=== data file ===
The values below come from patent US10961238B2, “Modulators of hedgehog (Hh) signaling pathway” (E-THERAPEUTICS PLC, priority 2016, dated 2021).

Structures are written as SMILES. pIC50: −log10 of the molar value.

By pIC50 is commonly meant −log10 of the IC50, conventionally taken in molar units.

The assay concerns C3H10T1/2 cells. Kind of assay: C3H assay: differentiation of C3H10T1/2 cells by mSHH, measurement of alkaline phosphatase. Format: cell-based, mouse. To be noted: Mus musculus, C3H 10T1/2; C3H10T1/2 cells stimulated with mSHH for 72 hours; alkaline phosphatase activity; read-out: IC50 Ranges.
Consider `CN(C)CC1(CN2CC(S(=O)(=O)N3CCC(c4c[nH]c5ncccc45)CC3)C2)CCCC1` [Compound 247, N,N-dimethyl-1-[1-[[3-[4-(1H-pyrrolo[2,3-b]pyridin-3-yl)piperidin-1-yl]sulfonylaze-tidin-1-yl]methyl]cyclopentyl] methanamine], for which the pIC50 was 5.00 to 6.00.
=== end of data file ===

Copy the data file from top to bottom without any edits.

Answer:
The values below come from patent US10961238B2, “Modulators of hedgehog (Hh) signaling pathway” (E-THERAPEUTICS PLC, priority 2016, dated 2021).

Structures are written as SMILES. pIC50: −log10 of the molar value.

By pIC50 is commonly meant −log10 of the IC50, conventionally taken in molar units.

The assay concerns C3H10T1/2 cells. Kind of assay: C3H assay: differentiation of C3H10T1/2 cells by mSHH, measurement of alkaline phosphatase. Format: cell-based, mouse. To be noted: Mus musculus, C3H 10T1/2; C3H10T1/2 cells stimulated with mSHH for 72 hours; alkaline phosphatase activity; read-out: IC50 Ranges.
Consider `CN(C)CC1(CN2CC(S(=O)(=O)N3CCC(c4c[nH]c5ncccc45)CC3)C2)CCCC1` [Compound 247, N,N-dimethyl-1-[1-[[3-[4-(1H-pyrrolo[2,3-b]pyridin-3-yl)piperidin-1-yl]sulfonylaze-tidin-1-yl]methyl]cyclopentyl] methanamine], for which the pIC50 was 5.00 to 6.00.